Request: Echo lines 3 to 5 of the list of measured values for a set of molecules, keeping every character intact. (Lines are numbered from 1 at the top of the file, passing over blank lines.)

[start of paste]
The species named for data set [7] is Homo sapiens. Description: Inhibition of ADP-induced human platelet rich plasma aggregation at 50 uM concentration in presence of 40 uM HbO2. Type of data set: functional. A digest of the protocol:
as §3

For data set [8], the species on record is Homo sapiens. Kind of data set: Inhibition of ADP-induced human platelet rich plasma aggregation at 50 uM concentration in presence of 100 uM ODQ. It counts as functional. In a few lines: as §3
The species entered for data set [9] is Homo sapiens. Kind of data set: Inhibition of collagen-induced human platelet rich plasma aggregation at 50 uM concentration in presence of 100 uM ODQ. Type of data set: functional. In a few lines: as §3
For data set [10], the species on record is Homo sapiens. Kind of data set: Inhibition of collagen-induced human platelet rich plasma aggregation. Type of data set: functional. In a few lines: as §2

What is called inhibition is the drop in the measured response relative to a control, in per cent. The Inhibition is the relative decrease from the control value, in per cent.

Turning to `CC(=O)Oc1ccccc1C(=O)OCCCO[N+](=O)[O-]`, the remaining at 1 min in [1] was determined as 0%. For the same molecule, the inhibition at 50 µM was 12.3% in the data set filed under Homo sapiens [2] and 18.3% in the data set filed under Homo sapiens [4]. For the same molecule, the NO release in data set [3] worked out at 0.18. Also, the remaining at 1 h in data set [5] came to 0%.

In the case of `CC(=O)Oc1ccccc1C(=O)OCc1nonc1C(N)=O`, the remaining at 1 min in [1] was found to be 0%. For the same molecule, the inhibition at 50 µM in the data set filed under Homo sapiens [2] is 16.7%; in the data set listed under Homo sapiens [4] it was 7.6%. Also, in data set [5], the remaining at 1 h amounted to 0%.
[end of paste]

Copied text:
For data set [8], the species on record is Homo sapiens. Kind of data set: Inhibition of ADP-induced human platelet rich plasma aggregation at 50 uM concentration in presence of 100 uM ODQ. It counts as functional. In a few lines: as §3
The species entered for data set [9] is Homo sapiens. Kind of data set: Inhibition of collagen-induced human platelet rich plasma aggregation at 50 uM concentration in presence of 100 uM ODQ. Type of data set: functional. In a few lines: as §3
For data set [10], the species on record is Homo sapiens. Kind of data set: Inhibition of collagen-induced human platelet rich plasma aggregation. Type of data set: functional. In a few lines: as §2